How Long Can a Building Owner or Landlord Depreciate a Leasehold Improvement?

A leasehold improvement is a modification made to a rental property to customize it to the particular needs of a tenant. Tenant improvements, such as painting, installing partitions, changing flooring or installing custom light fixtures can be undertaken either by the owners— who can offer to do so to increase the market value of their rental units — or by the tenants themselves.

While the useful economic life of most leasehold improvements is five to 15 years, the Internal recipe code require that depreciation for these improvements to occur over the economic life of the building.

Leasehold improvements have different depreciation rules depending on whether you are working with US tax-based or US-based financial reporting. generally accepted accounting principles (GAAP) financial reporting. For tax purposes, leasehold improvements can be amortized over periods of up to 15 years.

Key points to remember

  • A leasehold improvement is a modification made to a rental property to customize it to the particular needs of a tenant.
  • The IRS does not allow deductions for tenant improvements. But because improvements are considered part of the building, they are subject to depreciation.
  • Under GAAP, amortization of leasehold improvements must follow a 15-year schedule, which must be reassessed annually based on its useful economic life.

Understanding Tenant Improvements

Rental improvements are also known as leasehold improvements or constructions and are usually done by commercial property owners. Landlords can provide these upgrades to existing or new tenants. Changes are tailored to the needs of a specific tenant and their needs. Only improvements made inside a specific tenant’s space are considered tenant improvements.

Tenant improvements, as noted above, apply to structural changes to the space that will benefit a particular tenant. Thus, making changes to a tenant’s space does not constitute a tenant improvement for the neighbour.

Changes to the exterior of a building or its landscape also do not apply. If a landlord replaces the roof of the building, improves the elevator or paves the parking lot, none of these changes are considered tenant improvements because they do not benefit any particular tenant.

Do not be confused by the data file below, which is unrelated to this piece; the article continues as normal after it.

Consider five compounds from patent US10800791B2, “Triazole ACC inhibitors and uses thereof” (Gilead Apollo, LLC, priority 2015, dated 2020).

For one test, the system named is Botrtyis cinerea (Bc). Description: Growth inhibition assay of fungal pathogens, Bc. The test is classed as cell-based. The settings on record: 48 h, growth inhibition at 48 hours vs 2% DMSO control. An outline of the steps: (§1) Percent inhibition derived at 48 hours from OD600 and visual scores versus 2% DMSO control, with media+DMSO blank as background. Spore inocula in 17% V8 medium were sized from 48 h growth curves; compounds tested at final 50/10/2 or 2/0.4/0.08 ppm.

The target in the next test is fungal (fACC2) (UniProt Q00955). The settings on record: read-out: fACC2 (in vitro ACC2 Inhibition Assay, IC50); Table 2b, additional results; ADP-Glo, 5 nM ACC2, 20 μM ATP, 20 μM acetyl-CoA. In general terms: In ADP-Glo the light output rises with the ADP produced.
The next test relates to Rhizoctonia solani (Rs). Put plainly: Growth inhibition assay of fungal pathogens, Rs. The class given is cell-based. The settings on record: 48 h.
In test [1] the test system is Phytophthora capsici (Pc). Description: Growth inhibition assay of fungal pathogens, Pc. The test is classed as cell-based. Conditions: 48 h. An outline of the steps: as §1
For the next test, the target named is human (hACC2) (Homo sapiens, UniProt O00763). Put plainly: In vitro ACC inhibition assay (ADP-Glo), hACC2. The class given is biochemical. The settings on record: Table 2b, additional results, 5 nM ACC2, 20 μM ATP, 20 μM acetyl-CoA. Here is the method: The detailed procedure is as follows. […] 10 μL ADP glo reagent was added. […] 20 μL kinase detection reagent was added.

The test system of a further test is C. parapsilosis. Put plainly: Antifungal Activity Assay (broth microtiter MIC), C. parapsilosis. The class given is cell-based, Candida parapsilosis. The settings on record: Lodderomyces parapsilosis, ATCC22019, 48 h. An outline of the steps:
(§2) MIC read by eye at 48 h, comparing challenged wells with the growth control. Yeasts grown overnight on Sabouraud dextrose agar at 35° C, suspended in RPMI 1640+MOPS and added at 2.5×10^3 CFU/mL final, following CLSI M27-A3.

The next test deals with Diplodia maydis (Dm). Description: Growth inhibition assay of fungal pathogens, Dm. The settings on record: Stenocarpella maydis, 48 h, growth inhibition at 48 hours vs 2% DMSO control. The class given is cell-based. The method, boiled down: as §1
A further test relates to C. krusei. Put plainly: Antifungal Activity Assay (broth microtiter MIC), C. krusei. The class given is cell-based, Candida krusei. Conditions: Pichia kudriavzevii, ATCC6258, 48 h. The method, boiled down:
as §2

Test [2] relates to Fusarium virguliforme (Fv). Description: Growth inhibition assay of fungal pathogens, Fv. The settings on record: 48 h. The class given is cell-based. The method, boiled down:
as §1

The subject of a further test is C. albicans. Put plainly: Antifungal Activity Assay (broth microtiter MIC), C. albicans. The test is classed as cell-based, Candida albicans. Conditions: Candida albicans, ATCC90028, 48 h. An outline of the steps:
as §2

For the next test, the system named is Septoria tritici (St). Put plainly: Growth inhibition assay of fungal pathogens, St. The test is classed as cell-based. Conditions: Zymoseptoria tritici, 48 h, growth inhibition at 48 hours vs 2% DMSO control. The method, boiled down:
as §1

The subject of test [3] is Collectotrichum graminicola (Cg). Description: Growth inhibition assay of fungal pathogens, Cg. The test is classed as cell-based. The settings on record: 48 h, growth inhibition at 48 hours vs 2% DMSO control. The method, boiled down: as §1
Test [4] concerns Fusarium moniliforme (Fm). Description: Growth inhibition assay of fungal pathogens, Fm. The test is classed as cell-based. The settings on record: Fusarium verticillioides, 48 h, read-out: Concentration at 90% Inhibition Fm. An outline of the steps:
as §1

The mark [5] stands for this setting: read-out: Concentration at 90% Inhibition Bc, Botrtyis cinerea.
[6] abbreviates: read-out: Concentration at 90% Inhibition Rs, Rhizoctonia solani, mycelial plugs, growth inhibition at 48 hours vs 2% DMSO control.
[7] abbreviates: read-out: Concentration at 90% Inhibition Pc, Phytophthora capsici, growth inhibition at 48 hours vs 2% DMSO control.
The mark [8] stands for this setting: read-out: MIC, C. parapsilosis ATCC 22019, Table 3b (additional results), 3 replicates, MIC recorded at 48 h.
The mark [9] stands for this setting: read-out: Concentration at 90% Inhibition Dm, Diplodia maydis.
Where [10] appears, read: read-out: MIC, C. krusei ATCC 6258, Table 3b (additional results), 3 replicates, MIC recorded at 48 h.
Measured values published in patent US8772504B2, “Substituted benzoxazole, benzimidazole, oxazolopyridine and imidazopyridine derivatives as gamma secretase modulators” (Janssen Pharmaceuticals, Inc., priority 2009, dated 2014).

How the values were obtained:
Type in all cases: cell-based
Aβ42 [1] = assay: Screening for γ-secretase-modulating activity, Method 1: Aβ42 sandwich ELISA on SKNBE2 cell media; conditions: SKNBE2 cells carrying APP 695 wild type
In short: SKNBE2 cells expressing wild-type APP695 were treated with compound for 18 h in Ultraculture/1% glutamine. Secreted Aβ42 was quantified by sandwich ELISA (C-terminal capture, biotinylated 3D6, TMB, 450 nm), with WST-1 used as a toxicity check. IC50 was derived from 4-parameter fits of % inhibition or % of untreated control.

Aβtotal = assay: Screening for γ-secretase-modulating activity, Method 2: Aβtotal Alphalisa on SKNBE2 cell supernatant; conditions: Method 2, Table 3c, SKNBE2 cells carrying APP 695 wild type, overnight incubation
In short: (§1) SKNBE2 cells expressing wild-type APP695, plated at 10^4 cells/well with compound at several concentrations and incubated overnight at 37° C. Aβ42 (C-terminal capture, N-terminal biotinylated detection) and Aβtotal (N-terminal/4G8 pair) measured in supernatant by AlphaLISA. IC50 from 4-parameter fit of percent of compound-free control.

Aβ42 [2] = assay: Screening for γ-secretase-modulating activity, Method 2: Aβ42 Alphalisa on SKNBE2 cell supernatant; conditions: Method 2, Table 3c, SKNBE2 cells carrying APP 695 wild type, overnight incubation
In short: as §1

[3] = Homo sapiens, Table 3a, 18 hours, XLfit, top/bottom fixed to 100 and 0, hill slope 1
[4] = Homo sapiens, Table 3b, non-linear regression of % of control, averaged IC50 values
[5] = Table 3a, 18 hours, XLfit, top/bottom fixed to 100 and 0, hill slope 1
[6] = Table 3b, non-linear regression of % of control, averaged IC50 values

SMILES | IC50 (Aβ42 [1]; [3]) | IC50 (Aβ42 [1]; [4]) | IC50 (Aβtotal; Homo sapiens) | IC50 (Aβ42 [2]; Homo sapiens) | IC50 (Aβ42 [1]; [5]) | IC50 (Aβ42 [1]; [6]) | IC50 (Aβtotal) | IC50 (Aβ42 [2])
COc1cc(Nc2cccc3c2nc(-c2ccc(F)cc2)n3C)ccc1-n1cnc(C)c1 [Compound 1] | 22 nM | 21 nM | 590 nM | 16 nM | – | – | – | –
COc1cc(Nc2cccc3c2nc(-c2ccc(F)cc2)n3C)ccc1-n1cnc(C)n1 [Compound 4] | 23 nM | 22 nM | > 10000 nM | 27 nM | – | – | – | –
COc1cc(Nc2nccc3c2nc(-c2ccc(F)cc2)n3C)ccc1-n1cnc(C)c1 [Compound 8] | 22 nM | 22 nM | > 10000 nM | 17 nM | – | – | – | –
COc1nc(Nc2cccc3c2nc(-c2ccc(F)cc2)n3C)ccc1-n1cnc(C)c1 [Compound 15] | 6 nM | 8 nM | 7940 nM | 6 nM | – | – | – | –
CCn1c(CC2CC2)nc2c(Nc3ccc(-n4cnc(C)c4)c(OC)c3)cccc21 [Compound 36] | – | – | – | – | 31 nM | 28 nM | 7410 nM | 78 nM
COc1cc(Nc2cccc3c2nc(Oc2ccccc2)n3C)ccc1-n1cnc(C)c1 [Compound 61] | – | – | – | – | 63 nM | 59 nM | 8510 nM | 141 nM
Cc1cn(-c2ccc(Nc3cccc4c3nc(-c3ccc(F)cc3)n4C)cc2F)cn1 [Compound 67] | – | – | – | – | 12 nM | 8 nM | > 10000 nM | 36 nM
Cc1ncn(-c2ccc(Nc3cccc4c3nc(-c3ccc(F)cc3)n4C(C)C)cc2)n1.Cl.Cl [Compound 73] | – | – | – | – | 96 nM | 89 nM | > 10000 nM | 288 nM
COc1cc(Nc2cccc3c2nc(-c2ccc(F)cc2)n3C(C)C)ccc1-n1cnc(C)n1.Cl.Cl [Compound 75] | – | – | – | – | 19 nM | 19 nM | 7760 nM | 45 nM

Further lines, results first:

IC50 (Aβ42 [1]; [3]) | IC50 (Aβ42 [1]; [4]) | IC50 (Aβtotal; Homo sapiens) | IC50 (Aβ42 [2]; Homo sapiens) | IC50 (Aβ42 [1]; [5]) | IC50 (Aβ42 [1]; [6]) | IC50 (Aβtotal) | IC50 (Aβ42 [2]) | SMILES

Once the to rent out purposes, improvements generally belong to the owner, unless otherwise specified in the agreement. If the tenant is able to take them away, he must remove them without damage to the property.

GAAP financial reports

For GAAP financial reporting, enhancements to leases may be capitalized or expensed depending on the dollar amount of the improvement. Companies set a capitalization limit, a accounting standard determined by management which sets the threshold amount above which an item is capitalized rather than expensed.

If the amount does not exceed the funding limit, the leasehold improvement is expensed in the period in which it is incurred. If, however, the cost exceeds the capitalization limit, the company capitalizes and amortizes it.

Under GAAP, a capitalized leasehold improvement is amortized over the lesser of the remaining useful life or the remaining lease term. Useful life is determined based on management estimates.

In addition, the remaining term of the lease may include extensions as long as they are foreseeable and reasonably assured. If the building is subsequently purchased, the lease ceases to be in effect and the leasehold improvement would be amortized over the remaining useful life of the building.

U.S. Tax Basis Financial Reporting

The 15-year rule was enacted by the Tax Service (IRS) in 2004. Prior to this year, the amortization period was 39 years. The 15-year rule is not permanent and must be renewed each year.

The amortization period is fixed regardless of the actual duration useful life the leasehold improvement or the remaining term of the lease.

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